Ian Tindale, Dec 09 2015

Colour-blindness_20glasses The not unrelated idea was affixed to the half bakery by MaxwellBuchanan in the meantime. [Ian Tindale, Dec 09 2015]

Kinegram_20signage [hippo, Dec 09 2015]

Mystery_20Train [xenzag, Dec 09 2015]

Related.... sort of Strobeverts
[Ling, Dec 09 2015]


       It could be done mechanically, by having shutters or blinds that come down bearing the displays.   

       The window could be interlaced; alternate thin strips could be transparent, and opaque. When the outside is dark, the opaque strips will be lit up as a display. When the outside is light, the opaque strips will go dark, allowing the inhabitants to view the outer vista.
pocmloc, Dec 09 2015

       Since you only need to display while underground, why not paint the walls of the tunnels with frames of video and make the window a single LCD shutter that strobes in proportion to the train's speed.   

       Yes... a Zoetrope Tube. Although this system would be a pain to update with new content, it would have a much lower initial cost. Of course your advertisements would often run backwards or at the wrong speed, but that may add to the entertainment value.   

       Having commandeered the windows for ad space, the only things that remain are the floor, and the faces of other passengers.
mitxela, Dec 09 2015

       [mitx] - see link
hippo, Dec 09 2015

       mitxela, – well actually, I was seriously considering the ceiling space inside the carriages. On some tube carriage designs, there really isn’t a lot of ceiling space, but on others, there’s a huge amount, and you wouldn’t need this ‘sometimes it goes transparent’ thing, you just put ordinary DOOH displays up there permanently.
Ian Tindale, Dec 09 2015

       A google search for "transparent display" shows some options.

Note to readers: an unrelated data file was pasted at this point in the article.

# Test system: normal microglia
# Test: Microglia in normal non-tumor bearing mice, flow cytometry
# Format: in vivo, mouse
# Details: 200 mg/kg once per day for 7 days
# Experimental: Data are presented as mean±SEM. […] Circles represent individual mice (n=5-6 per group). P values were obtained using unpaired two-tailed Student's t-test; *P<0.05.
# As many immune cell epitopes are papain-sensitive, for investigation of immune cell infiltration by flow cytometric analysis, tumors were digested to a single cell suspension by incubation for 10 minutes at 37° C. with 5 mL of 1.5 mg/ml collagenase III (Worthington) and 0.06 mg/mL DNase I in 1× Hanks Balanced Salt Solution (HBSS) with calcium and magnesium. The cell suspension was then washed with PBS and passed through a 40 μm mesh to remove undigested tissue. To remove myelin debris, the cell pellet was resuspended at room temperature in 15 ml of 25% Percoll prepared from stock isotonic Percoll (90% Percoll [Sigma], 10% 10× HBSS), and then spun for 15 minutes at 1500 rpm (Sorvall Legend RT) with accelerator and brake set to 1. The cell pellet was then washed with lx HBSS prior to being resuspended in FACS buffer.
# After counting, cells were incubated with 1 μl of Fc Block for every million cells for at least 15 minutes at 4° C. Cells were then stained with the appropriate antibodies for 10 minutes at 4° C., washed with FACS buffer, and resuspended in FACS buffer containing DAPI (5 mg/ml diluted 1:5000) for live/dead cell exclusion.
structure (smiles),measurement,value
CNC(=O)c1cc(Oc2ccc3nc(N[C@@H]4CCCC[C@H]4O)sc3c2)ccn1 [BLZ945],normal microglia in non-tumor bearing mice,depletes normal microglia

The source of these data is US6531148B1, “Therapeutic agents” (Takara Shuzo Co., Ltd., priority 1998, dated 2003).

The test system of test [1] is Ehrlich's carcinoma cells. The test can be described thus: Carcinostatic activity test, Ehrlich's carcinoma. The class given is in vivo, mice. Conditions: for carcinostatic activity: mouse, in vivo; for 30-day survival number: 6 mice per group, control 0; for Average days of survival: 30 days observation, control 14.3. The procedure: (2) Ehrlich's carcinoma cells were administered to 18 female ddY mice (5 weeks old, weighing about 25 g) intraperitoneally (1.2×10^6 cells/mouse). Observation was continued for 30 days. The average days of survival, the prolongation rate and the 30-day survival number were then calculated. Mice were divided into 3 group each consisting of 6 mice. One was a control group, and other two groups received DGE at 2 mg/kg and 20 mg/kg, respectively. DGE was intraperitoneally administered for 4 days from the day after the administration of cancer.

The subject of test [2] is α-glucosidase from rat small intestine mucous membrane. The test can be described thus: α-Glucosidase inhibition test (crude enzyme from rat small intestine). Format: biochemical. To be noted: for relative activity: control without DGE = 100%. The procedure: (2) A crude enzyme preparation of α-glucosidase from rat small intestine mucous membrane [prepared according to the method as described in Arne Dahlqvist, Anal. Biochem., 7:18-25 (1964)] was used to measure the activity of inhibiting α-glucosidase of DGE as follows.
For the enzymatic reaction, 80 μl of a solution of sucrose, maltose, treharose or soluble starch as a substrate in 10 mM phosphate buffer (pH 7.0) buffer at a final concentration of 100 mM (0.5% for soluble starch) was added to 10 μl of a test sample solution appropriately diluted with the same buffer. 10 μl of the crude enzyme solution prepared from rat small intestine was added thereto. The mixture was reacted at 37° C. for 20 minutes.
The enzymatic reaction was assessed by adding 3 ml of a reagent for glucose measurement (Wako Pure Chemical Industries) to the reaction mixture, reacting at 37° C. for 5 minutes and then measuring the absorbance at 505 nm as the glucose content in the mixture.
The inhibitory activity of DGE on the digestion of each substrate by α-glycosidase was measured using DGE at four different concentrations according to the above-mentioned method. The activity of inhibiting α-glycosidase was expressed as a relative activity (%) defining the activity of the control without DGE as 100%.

tatterdemalion, Dec 09 2015

       //Since you only need to display while underground, why not paint the walls of the tunnels with frames of video and make the window a single LCD shutter that strobes in proportion to the train's speed.//   

       That bit's baked. Not the shutter, I think the frames are painted in such a way that persistence of vision covers it. Zurich airport, shuttle between the terminals is the only instance I'm aware of, but I'm sure there are others.   

       For display underground you could do it with any sort of projection system. Since the inside of the car is better lit than the tunnel, light will reflect. The real trick would be to make it reflect inward from a projector that's nearly directly above the window. I can think of several possibilities, but I'm not certain if any of them would work without distorting the window in clear mode.
MechE, Dec 09 2015

       I hate to be a damp hamster, but I am opposed to the idea that there always has to be something to look at, just as I am opposed to the idea that everything requires background music.
MaxwellBuchanan, Dec 09 2015